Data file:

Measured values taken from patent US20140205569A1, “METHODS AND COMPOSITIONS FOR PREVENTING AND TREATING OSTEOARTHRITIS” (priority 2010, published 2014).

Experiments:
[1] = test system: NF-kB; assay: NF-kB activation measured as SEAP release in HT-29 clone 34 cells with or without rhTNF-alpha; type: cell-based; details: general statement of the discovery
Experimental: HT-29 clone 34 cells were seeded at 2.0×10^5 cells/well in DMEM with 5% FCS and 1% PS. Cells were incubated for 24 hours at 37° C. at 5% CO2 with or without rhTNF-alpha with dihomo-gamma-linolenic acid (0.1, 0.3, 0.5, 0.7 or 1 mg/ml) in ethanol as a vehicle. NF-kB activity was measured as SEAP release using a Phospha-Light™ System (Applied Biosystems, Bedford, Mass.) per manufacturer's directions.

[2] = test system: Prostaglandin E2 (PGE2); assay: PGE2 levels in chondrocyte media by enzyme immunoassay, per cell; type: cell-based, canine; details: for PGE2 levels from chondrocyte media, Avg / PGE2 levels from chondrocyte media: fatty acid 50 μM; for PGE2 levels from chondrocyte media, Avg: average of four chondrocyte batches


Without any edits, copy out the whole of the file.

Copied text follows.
Measured values taken from patent US20140205569A1, “METHODS AND COMPOSITIONS FOR PREVENTING AND TREATING OSTEOARTHRITIS” (priority 2010, published 2014).

Experiments:
[1] = test system: NF-kB; assay: NF-kB activation measured as SEAP release in HT-29 clone 34 cells with or without rhTNF-alpha; type: cell-based; details: general statement of the discovery
Experimental: HT-29 clone 34 cells were seeded at 2.0×10^5 cells/well in DMEM with 5% FCS and 1% PS. Cells were incubated for 24 hours at 37° C. at 5% CO2 with or without rhTNF-alpha with dihomo-gamma-linolenic acid (0.1, 0.3, 0.5, 0.7 or 1 mg/ml) in ethanol as a vehicle. NF-kB activity was measured as SEAP release using a Phospha-Light™ System (Applied Biosystems, Bedford, Mass.) per manufacturer's directions.

[2] = test system: Prostaglandin E2 (PGE2); assay: PGE2 levels in chondrocyte media by enzyme immunoassay, per cell; type: cell-based, canine; details: for PGE2 levels from chondrocyte media, Avg / PGE2 levels from chondrocyte media: fatty acid 50 μM; for PGE2 levels from chondrocyte media, Avg: average of four chondrocyte batches